866-582-9596

Greenville/Spartanburg

110A Aztec Ct Duncan, SC 29334 Phone: 864-233-6700 Fax: 864-233-6799 Phone: 864-582-9596 Fax: 864-582-9597

Charleston

4042 Ashley Phosphate Rd North Charleston, SC 29418 Phone: 843-767-3344 Fax: 843-767-8844

Myrtle Beach

1406 Commerce Place, Suite J Myrtle Beach, SC 29577 Phone: 843-839-5101 Fax: 843-839-5103

Beaufort

1180 Ribaut Rd. Suite 2 Beaufort, SC 29902 Phone: 843-379-0612 Fax: 843-379-0613

Columbia

1401 St. Andrews Road, Suite 150 Columbia, SC 29210 Phone: 803-282-9700 Fax: 803-828-7433

Savannah

4821 Waters Avenue Savannah, GA 31404 Phone: 912-355-3446 Fax: 912-355-3447
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Health Issues

Parkinson's Disease Living Your Life

If you've received a diagnosis of Parkinson's disease, you'll need to work closely with your doctor to find a treatment plan that offers you the greatest relief from symptoms with the fewest side effects. Certain lifestyle changes also may help make living with Parkinson's disease easier. 

Healthy eating
Eat a nutritionally balanced diet that contains plenty of fruits, vegetables and whole grains. These foods are high in fiber, which is important for helping prevent the constipation that is common in Parkinson's disease.

If you take a fiber supplement, such as psyllium powder, Metamucil or Citrucel, be sure to introduce it gradually and drink plenty of fluids daily. Otherwise, your constipation may become worse. If you find that fiber helps your symptoms, use it on a regular basis for the best results.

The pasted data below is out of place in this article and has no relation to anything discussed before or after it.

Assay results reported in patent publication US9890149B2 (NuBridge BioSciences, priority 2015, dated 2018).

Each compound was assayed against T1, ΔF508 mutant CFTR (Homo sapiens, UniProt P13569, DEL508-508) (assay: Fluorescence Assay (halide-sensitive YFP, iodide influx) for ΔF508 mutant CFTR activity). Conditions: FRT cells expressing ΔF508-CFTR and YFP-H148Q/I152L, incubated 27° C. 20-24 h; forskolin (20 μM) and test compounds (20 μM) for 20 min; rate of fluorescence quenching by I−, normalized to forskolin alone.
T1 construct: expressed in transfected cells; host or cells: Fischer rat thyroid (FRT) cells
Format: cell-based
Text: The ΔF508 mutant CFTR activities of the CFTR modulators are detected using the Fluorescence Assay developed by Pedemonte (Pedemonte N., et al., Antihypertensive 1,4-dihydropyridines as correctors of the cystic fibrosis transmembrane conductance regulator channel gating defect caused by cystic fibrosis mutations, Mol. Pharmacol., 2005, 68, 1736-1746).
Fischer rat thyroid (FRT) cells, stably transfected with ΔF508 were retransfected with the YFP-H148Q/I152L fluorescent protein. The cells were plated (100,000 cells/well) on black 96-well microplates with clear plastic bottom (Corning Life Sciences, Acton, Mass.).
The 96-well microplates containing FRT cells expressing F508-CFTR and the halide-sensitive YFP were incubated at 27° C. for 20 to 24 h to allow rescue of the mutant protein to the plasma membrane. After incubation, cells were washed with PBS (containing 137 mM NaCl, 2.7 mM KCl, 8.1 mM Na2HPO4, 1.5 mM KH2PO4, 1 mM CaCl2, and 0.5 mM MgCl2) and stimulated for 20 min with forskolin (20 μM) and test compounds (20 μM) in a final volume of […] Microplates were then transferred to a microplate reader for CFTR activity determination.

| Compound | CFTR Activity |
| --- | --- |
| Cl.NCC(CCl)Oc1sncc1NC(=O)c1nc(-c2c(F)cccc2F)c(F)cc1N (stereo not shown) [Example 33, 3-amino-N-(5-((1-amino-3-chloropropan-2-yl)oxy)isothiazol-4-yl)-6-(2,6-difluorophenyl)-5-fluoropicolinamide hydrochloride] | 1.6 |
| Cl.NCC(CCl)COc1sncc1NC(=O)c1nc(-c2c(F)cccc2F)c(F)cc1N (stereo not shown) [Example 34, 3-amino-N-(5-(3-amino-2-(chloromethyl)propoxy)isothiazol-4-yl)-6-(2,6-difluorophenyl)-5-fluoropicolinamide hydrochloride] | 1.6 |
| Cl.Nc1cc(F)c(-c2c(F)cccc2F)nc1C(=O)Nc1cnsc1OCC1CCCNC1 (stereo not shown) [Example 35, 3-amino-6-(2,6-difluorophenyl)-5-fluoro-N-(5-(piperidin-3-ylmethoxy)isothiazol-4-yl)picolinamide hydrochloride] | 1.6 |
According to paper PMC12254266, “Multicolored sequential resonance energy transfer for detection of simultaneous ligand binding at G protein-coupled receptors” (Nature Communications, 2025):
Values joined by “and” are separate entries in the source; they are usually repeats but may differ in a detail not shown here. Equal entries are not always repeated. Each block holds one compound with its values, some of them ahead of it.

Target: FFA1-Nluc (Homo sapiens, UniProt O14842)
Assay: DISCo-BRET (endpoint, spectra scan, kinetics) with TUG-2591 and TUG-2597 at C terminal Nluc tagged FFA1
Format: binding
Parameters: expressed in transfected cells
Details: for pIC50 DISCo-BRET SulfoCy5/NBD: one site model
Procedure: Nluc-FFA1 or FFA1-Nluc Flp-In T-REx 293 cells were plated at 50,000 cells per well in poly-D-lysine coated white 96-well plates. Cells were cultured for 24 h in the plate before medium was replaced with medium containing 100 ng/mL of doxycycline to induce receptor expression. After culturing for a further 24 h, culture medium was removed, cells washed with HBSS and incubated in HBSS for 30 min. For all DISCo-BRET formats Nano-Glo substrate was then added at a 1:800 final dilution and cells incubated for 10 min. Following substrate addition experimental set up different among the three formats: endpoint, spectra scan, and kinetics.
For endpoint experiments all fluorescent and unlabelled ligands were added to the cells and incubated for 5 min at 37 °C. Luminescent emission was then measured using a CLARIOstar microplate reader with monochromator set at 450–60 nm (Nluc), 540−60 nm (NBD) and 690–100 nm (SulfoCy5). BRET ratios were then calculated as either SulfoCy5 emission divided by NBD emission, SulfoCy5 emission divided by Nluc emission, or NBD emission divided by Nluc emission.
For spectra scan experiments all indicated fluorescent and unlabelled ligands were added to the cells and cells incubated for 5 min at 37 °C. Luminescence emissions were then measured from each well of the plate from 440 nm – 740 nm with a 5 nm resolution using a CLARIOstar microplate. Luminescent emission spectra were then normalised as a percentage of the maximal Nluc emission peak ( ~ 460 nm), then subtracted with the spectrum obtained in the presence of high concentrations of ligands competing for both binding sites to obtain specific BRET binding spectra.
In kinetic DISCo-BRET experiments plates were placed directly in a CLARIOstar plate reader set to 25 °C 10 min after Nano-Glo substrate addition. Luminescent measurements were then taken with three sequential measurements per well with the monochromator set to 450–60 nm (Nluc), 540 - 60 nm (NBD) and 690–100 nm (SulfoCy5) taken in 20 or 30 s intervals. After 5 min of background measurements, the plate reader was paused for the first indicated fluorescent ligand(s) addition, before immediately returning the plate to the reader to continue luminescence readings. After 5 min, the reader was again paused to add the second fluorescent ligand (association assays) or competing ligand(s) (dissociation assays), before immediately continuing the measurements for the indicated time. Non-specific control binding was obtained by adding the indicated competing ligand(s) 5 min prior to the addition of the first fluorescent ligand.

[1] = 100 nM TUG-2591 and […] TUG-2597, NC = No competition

Walking with care
Parkinson's disease can disturb your sense of balance, making it difficult to walk with a normal gait. These suggestions may help:

  • Try not to move too quickly.
  • Aim for your heel to strike the floor first when you're walking.
  • If you notice yourself shuffling, stop and check your posture. It's best to stand up straight with your head over your hips and your feet eight to 10 inches apart.

Avoiding falls
In the later stages of the disease, you may fall more easily. That's because Parkinson's disease affects the balance and coordination centers in the brain. In fact, you may be thrown off balance by just a small push or bump. The following suggestions may help:

  • Don't pivot your body over your feet while turning. Instead, make a U-turn.
  • Don't lean or reach. Keep your center of gravity over your feet.
  • Don't carry things while walking.
  • Avoid walking backward.

Dressing
Dressing can be the most frustrating of all activities for someone with Parkinson's disease. The loss of fine-motor control makes it hard to button and zip clothes, and even to step into a pair of pants. An occupational therapist can point out techniques that make daily activities easier. These suggestions also may help:

  • Allow plenty of time so that you don't feel rushed.
  • Lay clothes nearby.
  • Choose clothes that you can slip on easily, such as sweat pants, simple dresses or pants with elastic waistbands.
  • Use fabric fasteners, such as Velcro, instead of buttons